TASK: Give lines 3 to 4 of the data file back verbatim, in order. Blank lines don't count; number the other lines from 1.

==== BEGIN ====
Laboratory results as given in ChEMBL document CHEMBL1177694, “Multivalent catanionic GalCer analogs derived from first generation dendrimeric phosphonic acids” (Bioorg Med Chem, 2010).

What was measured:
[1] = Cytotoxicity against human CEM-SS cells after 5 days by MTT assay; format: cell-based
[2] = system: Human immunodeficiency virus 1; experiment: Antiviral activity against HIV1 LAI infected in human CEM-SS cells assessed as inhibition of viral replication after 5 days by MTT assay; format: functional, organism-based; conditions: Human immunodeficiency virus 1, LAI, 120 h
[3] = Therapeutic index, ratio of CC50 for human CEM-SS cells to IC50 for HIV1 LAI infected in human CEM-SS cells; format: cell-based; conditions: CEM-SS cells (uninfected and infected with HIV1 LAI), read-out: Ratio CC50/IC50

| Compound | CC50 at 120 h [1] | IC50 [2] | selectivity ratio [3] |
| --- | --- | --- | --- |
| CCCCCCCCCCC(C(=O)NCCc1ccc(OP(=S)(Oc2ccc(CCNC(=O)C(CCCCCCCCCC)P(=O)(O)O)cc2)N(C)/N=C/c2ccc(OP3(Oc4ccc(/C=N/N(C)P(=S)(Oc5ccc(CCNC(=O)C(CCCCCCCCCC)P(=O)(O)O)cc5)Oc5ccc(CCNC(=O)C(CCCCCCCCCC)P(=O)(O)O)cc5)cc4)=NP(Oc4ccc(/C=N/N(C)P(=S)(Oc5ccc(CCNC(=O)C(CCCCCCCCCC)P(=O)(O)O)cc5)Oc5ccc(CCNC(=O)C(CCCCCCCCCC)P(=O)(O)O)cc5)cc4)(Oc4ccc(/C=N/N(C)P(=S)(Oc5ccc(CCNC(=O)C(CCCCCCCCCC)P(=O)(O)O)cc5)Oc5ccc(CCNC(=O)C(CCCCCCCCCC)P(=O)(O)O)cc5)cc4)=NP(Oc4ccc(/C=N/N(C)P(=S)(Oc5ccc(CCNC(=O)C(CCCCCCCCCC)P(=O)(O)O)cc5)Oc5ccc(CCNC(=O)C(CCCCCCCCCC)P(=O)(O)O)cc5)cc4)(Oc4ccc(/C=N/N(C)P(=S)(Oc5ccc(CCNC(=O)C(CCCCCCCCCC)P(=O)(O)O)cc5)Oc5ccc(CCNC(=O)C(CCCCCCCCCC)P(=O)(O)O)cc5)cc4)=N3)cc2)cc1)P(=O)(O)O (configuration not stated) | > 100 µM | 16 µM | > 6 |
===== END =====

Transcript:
[1] = Cytotoxicity against human CEM-SS cells after 5 days by MTT assay; format: cell-based
[2] = system: Human immunodeficiency virus 1; experiment: Antiviral activity against HIV1 LAI infected in human CEM-SS cells assessed as inhibition of viral replication after 5 days by MTT assay; format: functional, organism-based; conditions: Human immunodeficiency virus 1, LAI, 120 h